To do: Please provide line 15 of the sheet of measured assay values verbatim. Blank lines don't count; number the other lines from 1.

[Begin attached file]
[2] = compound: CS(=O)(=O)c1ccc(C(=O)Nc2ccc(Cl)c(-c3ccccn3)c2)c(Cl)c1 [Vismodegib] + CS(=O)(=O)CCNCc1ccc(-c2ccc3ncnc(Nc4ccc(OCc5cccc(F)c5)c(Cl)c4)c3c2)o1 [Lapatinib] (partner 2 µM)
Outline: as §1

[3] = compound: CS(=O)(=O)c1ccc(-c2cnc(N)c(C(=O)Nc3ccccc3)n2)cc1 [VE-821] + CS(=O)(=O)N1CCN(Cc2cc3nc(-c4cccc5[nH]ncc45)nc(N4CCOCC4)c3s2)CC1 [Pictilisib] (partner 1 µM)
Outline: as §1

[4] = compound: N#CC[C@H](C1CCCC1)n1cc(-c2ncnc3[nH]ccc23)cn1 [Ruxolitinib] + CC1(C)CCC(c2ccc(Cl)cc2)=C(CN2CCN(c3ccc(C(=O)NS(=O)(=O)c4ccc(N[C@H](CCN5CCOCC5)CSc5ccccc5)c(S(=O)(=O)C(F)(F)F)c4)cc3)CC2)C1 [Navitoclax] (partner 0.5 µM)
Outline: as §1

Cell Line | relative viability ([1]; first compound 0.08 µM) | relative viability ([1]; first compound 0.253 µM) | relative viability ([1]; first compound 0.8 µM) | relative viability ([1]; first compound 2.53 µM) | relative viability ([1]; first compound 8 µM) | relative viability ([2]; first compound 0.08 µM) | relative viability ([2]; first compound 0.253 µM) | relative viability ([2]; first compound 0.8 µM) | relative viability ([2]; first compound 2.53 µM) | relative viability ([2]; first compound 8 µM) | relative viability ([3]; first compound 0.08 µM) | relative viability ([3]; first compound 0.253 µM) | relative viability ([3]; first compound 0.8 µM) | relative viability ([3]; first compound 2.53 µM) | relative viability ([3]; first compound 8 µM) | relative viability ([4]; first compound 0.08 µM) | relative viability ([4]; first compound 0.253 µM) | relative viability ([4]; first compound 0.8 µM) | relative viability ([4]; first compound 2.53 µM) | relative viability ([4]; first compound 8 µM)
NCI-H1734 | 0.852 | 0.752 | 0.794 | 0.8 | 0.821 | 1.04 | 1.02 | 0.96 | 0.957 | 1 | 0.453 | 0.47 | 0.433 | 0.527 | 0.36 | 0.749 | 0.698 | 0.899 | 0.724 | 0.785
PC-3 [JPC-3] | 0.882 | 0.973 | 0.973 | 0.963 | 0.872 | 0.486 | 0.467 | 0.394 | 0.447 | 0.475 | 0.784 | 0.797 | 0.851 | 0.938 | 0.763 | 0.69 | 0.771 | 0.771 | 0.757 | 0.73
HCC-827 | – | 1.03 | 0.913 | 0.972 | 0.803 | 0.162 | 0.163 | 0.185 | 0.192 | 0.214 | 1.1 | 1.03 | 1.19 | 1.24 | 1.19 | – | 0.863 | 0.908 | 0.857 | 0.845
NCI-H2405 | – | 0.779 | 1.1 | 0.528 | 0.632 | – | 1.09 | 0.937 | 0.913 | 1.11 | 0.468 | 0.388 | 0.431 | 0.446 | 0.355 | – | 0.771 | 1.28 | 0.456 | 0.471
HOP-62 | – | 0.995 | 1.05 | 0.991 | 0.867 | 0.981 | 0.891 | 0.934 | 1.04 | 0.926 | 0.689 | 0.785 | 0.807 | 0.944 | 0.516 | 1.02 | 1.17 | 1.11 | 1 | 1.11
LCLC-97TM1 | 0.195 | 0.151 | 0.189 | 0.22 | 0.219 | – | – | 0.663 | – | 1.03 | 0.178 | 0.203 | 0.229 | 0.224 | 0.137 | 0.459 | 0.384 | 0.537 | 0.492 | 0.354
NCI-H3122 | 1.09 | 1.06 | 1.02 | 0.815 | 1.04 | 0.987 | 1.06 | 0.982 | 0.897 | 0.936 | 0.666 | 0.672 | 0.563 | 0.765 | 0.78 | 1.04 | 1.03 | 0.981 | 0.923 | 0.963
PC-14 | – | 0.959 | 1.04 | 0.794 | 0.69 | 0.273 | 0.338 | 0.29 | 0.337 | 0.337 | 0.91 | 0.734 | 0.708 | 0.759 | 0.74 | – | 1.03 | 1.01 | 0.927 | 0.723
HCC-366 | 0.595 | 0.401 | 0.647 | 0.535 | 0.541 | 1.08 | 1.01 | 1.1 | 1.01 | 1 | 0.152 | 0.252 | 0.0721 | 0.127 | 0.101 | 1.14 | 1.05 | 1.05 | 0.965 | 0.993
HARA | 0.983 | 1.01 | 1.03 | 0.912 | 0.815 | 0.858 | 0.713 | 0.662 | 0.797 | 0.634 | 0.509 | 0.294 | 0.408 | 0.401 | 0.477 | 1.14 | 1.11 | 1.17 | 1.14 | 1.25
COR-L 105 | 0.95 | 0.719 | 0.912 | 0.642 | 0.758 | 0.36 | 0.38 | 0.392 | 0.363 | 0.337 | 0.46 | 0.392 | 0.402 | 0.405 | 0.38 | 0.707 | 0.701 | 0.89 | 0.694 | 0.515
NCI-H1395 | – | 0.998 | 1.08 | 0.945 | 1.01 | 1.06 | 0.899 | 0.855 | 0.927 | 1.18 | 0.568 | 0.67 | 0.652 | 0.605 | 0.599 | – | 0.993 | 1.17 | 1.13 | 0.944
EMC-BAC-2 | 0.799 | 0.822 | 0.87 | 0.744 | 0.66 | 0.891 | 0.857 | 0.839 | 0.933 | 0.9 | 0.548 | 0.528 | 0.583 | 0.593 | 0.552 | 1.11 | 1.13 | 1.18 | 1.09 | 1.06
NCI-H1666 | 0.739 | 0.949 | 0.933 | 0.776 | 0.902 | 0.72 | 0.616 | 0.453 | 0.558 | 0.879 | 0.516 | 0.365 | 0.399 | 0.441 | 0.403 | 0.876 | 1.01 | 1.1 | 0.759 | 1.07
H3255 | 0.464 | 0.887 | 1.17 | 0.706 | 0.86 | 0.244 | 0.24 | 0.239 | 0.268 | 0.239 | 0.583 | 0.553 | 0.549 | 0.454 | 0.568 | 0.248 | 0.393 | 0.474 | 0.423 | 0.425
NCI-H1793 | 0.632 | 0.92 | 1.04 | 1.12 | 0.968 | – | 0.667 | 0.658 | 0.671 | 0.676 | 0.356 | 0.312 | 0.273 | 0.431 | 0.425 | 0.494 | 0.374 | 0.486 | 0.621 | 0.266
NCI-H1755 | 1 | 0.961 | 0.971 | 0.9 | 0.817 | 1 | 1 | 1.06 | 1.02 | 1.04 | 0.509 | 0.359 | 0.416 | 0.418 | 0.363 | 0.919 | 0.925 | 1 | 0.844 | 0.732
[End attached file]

PC-14 | – | 0.959 | 1.04 | 0.794 | 0.69 | 0.273 | 0.338 | 0.29 | 0.337 | 0.337 | 0.91 | 0.734 | 0.708 | 0.759 | 0.74 | – | 1.03 | 1.01 | 0.927 | 0.723